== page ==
Disability employment rights



A three hour seminar in Hamilton called ‘Just One Day’ is to be held at the end of this month that will provide employers with information pertaining to hiring employees with disabilities.

With employment statistics for people with disabilities as low as they currently are, these are exactly the types of seminars that should be held across the country.

The current stigma is that people with disabilities just don’t want to work and this is simply incorrect. The reason why these statistics are so low is because the misconception that we are less capable is still very much alive and kicking.

The truth however is that the opposite is true. According to Enrich + executive leader employment Martyn Parkes, “people with a disability are often more motivated and more committed and they just want to be given an opportunity. That is what employers want at the end of the day, someone who is motivated and hard working.”

This hits the nail on the head. We will never know of anyone’s full potential or the invaluable contribution they can make to this world unless we give them a chance. This isn’t just the case for people with disabilities – its true for everyone but we need to collectively break down the structural injustices that prevent this from happening.

This is where education comes in. Age-old beliefs regarding people of difference are not going to go away overnight, which is why we have to continuously work at breaking them down.

Progress on this front is absolutely happening and we have come a long way; we have to appreciate that. But I’m tired of people saying this and leaving it at that. Gratitude and complacency are two very different things and that’s the first thing we need to acknowledge in order to progress further.

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  1. It’s excellent to see this type of seminar even happening, and I sincerely hope it will be extended.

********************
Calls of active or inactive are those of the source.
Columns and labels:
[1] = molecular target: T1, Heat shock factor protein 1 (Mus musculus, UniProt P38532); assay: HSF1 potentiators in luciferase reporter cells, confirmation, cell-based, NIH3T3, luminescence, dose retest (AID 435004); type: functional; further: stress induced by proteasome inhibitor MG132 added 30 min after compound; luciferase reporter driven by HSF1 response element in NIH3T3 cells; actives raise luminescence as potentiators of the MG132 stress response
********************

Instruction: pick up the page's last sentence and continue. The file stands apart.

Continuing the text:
I would like to add something though- I fully agree that the majority of us at the very least just want the chance to show we’re capable of doing the job, but many employers (including in the state sector) are the main barrier to this.

    But then there are the employers who are prepare to give us a go, either on our own merits or a combination of those and a disability employment scheme. 5 employers gave me a go, and while I was qualified and capable of the skills required, I was such a liability to the workplace because of the nature of my medical condition, in the end I lost all of those jobs- devastating as it was I had to agree with them. So those employers all had a very negative experience of taking on a person with a disability and might be reluctant to try it again, even with someone who has a completely different disability.

    I’m not saying that’s an acceptable position for them, but can you see how that would happen? I hope with these seminars that the individualism of people with any sort of disability is emphasised, and that first and foremost the person’s qualifications/experience/status as a person is seen before the disability. If they have a had negative experience in the past with an employee who happened to have a disability, it shouldn’t be considered any different to a negative experience with any employee.

  2. Well, why is this even a ‘topic’ I ask? Are WINZ not supposedly offering “supports” for disabled to get into jobs? Paula Bennett used to repeat this like a parrot, when she was in the job as Minister, so what has happened?

    What will be achieved by some information ‘seminars’ for employers, I ask? What is the problem then? Will this change things and lead to mass hiring of disabled? I doubt it, the “effort” is a joke, really.

    We already have an organisation headed by former MP Jackie Blue, the Equal Employment Commissioner is her title:

    We have a trust called EEO:

    So what are, and what have, they been doing?

    Raising awareness is one thing, getting employment is another. It simply is so, that some disabled may be able to adjust, and with “support”, be able to do marvelous jobs, but many others, will never be able to compete with the non disabled, as we live in a ruthless market economy, where performance indicators and output dictate, who gets a job, and keeps a job. Much work is precarious now, not even secure, and limited in duration, in available pay, sometimes not paying a living.

    We have WiNZ put on expectations, for people to work, also sick and disabled, what are they doing then, when this is still an “issue”? Has there been too much hype and talk perhaps, without the “walk”?

    Something does not seem to work or match the information agendas.

    Simply presenting stuff like in a seminar to employers may convince some to hire disabled, but without actual tax or cash incentives, I fear that nothing much will change.

    What about WINZ giving disabled a chance to start their own business, also?

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